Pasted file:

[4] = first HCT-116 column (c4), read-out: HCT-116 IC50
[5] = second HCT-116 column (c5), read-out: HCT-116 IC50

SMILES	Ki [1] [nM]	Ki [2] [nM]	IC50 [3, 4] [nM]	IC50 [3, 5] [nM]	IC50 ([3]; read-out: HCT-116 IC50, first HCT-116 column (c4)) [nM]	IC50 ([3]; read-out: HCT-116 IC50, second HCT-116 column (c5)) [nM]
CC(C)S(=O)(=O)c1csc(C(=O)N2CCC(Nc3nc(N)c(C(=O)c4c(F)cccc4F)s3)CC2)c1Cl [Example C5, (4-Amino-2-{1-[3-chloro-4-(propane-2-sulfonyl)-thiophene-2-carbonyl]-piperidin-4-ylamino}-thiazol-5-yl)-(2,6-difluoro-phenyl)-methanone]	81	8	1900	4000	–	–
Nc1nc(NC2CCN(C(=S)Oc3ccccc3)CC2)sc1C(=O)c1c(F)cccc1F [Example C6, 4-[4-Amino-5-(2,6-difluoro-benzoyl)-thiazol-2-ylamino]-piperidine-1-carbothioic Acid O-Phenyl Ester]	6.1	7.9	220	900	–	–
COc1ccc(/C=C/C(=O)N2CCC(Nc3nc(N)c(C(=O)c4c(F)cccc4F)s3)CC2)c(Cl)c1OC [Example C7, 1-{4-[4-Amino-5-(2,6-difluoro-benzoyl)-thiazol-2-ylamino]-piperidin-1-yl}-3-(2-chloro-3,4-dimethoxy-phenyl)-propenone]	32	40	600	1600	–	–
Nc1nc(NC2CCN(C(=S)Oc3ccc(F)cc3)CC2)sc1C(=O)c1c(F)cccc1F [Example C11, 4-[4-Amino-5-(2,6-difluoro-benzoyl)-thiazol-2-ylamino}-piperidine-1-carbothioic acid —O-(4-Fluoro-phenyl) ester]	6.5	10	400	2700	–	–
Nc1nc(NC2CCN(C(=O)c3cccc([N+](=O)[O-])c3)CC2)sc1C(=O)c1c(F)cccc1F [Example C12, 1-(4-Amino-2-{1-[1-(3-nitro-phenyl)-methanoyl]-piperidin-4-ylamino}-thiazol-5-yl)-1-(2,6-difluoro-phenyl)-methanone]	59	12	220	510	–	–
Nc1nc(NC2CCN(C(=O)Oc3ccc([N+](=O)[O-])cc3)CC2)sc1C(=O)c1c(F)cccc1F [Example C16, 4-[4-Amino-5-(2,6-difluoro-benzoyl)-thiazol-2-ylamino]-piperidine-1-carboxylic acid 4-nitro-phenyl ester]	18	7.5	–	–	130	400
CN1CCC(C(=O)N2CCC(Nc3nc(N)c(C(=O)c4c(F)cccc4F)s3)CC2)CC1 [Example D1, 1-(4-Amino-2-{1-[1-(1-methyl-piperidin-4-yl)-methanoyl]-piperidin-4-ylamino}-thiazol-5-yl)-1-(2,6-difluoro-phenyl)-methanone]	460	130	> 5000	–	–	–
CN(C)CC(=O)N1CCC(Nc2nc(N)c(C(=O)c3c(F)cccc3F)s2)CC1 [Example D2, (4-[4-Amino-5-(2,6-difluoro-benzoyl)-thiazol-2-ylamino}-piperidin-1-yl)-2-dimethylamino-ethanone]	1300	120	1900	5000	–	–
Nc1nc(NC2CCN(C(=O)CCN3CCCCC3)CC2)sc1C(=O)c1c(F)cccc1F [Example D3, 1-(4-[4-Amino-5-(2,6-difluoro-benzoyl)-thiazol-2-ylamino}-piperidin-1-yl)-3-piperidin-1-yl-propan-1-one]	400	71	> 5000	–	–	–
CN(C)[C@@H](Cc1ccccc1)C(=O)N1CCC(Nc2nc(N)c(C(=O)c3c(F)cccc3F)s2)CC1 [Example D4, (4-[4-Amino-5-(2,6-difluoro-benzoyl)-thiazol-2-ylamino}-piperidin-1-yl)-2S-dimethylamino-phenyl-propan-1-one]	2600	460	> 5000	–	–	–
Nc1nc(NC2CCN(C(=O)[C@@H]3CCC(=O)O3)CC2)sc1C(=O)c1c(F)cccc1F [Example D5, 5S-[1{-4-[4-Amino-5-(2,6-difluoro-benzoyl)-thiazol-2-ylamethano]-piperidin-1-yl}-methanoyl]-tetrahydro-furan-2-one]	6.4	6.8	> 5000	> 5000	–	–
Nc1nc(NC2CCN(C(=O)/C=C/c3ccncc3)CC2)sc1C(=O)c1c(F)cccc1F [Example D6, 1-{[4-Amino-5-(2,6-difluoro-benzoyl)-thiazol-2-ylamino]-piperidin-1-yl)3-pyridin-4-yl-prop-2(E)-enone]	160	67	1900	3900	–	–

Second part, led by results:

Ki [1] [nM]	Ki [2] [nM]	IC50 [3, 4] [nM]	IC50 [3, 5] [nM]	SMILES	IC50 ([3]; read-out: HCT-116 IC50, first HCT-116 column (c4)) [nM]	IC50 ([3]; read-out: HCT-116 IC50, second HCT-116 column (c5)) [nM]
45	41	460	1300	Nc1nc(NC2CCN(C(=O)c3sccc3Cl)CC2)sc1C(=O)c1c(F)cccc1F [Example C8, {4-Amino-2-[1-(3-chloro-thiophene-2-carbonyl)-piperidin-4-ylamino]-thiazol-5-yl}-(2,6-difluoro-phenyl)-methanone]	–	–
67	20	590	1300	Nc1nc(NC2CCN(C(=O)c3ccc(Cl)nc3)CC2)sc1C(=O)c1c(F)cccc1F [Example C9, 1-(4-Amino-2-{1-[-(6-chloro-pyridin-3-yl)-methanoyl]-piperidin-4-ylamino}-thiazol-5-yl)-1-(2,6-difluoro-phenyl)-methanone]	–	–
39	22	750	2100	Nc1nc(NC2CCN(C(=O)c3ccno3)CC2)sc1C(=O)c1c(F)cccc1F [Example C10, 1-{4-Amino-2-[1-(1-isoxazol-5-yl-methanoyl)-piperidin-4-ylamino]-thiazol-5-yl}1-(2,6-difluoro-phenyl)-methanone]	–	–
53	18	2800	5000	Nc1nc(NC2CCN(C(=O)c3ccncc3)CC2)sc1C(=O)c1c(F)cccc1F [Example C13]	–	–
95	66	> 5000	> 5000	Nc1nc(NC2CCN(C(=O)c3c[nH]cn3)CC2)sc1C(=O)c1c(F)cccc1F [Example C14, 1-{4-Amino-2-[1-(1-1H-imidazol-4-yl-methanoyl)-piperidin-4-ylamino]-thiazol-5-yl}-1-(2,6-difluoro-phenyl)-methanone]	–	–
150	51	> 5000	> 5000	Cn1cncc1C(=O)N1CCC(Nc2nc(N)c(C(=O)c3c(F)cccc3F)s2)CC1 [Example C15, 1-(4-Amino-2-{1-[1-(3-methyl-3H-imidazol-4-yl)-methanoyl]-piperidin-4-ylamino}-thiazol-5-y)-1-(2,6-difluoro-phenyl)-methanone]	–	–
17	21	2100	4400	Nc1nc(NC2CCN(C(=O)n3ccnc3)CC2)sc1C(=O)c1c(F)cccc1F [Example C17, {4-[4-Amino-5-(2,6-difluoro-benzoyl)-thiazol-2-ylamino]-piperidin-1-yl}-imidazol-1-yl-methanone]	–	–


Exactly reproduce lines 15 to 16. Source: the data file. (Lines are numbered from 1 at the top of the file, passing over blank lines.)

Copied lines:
Nc1nc(NC2CCN(C(=O)/C=C/c3ccncc3)CC2)sc1C(=O)c1c(F)cccc1F [Example D6, 1-{[4-Amino-5-(2,6-difluoro-benzoyl)-thiazol-2-ylamino]-piperidin-1-yl)3-pyridin-4-yl-prop-2(E)-enone]	160	67	1900	3900	–	–

Second part, led by results: